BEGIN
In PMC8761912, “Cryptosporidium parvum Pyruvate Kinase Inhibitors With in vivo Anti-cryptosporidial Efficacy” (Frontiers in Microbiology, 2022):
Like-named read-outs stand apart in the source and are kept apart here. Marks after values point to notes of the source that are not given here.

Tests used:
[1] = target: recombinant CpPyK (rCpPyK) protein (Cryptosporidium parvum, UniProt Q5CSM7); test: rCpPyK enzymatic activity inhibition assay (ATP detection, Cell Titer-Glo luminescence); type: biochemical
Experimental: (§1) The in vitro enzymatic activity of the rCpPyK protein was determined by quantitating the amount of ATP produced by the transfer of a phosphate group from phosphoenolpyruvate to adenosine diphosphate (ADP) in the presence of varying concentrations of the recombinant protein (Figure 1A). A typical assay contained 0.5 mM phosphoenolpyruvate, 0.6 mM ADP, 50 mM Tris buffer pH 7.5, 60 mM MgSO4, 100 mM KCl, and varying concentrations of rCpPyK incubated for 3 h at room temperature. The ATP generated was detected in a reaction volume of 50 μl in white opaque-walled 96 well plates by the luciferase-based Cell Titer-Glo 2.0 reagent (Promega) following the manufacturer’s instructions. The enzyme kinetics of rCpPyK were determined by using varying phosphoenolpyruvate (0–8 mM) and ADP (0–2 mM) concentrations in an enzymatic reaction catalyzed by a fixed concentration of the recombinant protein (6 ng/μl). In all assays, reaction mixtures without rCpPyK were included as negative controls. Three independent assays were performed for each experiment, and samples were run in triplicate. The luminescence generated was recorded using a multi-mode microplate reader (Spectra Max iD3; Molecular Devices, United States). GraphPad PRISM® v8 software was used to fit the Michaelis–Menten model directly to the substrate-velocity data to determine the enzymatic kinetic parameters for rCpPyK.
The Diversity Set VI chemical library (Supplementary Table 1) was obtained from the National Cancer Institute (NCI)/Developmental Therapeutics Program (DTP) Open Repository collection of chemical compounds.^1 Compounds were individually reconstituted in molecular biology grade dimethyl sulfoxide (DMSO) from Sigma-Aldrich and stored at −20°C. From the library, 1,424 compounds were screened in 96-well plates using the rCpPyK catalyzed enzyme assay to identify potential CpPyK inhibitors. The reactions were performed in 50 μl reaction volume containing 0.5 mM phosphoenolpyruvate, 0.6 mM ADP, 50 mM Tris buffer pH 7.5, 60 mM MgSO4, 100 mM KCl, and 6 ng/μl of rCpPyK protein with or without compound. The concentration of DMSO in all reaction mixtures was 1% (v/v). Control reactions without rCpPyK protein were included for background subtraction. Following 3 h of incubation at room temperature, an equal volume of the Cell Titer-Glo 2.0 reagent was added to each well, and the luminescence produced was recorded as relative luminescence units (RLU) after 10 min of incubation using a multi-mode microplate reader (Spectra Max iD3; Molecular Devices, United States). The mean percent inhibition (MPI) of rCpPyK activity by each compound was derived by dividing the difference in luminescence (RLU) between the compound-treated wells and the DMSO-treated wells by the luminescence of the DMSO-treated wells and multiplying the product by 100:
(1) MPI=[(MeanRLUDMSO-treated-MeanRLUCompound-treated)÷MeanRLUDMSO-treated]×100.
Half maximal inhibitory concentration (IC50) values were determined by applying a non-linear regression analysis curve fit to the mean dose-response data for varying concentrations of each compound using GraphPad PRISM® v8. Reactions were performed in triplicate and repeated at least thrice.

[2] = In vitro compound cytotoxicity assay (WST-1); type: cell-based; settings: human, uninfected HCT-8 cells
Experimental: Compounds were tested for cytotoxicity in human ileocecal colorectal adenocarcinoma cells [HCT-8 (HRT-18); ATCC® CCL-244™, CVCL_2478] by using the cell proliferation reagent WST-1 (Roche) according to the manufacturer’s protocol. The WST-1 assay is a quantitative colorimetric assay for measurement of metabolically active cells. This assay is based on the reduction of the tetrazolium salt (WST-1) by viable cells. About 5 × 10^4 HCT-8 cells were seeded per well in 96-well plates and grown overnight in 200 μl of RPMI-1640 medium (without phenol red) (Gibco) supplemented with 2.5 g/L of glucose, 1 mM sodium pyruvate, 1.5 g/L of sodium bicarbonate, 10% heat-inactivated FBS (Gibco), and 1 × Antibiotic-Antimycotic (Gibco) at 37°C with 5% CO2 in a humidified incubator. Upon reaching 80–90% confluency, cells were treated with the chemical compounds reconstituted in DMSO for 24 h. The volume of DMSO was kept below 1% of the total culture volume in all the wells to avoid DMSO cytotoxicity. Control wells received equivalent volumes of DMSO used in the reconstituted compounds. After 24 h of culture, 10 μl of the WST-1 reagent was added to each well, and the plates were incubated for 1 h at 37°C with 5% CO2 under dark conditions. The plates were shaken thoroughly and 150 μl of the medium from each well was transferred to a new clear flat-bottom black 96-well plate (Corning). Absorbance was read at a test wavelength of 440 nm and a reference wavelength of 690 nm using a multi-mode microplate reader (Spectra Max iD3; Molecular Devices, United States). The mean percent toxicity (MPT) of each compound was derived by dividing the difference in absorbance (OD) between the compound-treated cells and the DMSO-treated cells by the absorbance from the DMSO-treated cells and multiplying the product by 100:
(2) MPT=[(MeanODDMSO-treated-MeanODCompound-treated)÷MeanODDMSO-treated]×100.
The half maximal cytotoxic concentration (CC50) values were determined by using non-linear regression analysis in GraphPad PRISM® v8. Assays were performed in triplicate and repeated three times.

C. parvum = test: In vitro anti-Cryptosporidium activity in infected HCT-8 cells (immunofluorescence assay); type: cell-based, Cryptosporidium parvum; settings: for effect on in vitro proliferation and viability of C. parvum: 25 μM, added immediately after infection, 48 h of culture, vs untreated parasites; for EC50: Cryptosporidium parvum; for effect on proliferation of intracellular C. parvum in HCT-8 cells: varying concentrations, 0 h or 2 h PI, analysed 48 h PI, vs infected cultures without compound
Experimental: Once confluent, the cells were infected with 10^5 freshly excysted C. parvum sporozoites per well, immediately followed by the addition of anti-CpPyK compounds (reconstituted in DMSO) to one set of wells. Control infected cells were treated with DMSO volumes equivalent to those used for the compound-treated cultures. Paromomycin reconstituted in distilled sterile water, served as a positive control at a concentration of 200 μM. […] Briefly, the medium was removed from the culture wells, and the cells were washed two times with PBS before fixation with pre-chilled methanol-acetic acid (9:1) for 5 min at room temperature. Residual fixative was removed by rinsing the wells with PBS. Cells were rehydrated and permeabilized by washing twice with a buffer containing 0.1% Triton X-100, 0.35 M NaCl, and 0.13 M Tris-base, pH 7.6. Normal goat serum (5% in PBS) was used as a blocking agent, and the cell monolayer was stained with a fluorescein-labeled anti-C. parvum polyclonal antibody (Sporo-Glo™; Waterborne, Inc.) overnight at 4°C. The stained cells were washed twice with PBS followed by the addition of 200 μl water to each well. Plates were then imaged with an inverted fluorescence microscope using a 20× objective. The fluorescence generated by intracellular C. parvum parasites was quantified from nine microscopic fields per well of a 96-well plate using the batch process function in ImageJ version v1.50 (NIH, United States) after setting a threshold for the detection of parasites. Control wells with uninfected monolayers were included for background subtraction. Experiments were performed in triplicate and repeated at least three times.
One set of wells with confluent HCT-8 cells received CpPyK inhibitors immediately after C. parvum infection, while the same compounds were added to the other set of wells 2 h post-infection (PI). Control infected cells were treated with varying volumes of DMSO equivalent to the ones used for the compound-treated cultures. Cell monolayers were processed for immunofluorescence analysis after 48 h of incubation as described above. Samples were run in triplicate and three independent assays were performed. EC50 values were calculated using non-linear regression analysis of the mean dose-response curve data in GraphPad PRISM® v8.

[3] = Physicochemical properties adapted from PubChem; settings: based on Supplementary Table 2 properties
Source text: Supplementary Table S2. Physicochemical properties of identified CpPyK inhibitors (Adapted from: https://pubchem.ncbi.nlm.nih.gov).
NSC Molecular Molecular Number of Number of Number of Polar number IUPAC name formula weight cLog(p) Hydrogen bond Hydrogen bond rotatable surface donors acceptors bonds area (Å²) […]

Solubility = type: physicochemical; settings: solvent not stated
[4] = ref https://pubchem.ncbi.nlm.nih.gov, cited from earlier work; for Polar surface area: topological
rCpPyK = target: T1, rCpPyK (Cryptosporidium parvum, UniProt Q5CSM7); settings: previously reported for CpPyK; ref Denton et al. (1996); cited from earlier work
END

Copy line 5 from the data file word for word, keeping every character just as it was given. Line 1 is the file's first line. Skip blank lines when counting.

Experimental: (§1) The in vitro enzymatic activity of the rCpPyK protein was determined by quantitating the amount of ATP produced by the transfer of a phosphate group from phosphoenolpyruvate to adenosine diphosphate (ADP) in the presence of varying concentrations of the recombinant protein (Figure 1A). A typical assay contained 0.5 mM phosphoenolpyruvate, 0.6 mM ADP, 50 mM Tris buffer pH 7.5, 60 mM MgSO4, 100 mM KCl, and varying concentrations of rCpPyK incubated for 3 h at room temperature. The ATP generated was detected in a reaction volume of 50 μl in white opaque-walled 96 well plates by the luciferase-based Cell Titer-Glo 2.0 reagent (Promega) following the manufacturer’s instructions. The enzyme kinetics of rCpPyK were determined by using varying phosphoenolpyruvate (0–8 mM) and ADP (0–2 mM) concentrations in an enzymatic reaction catalyzed by a fixed concentration of the recombinant protein (6 ng/μl). In all assays, reaction mixtures without rCpPyK were included as negative controls. Three independent assays were performed for each experiment, and samples were run in triplicate. The luminescence generated was recorded using a multi-mode microplate reader (Spectra Max iD3; Molecular Devices, United States). GraphPad PRISM® v8 software was used to fit the Michaelis–Menten model directly to the substrate-velocity data to determine the enzymatic kinetic parameters for rCpPyK.